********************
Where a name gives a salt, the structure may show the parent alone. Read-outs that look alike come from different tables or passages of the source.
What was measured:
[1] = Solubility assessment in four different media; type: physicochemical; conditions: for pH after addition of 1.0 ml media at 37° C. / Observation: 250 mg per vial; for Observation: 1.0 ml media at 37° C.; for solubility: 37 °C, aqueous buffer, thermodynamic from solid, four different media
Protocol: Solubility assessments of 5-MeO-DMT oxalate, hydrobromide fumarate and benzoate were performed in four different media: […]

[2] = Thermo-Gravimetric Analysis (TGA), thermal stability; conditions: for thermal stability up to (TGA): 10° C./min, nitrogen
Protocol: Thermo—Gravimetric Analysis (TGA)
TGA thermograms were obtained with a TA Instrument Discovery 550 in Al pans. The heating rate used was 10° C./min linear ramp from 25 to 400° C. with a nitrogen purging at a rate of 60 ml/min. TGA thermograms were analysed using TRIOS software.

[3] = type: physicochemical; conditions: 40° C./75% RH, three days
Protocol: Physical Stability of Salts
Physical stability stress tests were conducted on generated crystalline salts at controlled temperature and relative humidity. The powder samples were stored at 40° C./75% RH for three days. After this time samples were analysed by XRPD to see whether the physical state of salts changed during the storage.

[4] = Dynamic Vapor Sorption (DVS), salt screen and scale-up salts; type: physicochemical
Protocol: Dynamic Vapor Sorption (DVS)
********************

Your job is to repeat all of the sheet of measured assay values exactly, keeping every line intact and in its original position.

Where a name gives a salt, the structure may show the parent alone. Read-outs that look alike come from different tables or passages of the source.
What was measured:
[1] = Solubility assessment in four different media; type: physicochemical; conditions: for pH after addition of 1.0 ml media at 37° C. / Observation: 250 mg per vial; for Observation: 1.0 ml media at 37° C.; for solubility: 37 °C, aqueous buffer, thermodynamic from solid, four different media
Protocol: Solubility assessments of 5-MeO-DMT oxalate, hydrobromide fumarate and benzoate were performed in four different media: […]

[2] = Thermo-Gravimetric Analysis (TGA), thermal stability; conditions: for thermal stability up to (TGA): 10° C./min, nitrogen
Protocol: Thermo—Gravimetric Analysis (TGA)
TGA thermograms were obtained with a TA Instrument Discovery 550 in Al pans. The heating rate used was 10° C./min linear ramp from 25 to 400° C. with a nitrogen purging at a rate of 60 ml/min. TGA thermograms were analysed using TRIOS software.

[3] = type: physicochemical; conditions: 40° C./75% RH, three days
Protocol: Physical Stability of Salts
Physical stability stress tests were conducted on generated crystalline salts at controlled temperature and relative humidity. The powder samples were stored at 40° C./75% RH for three days. After this time samples were analysed by XRPD to see whether the physical state of salts changed during the storage.

[4] = Dynamic Vapor Sorption (DVS), salt screen and scale-up salts; type: physicochemical
Protocol: Dynamic Vapor Sorption (DVS)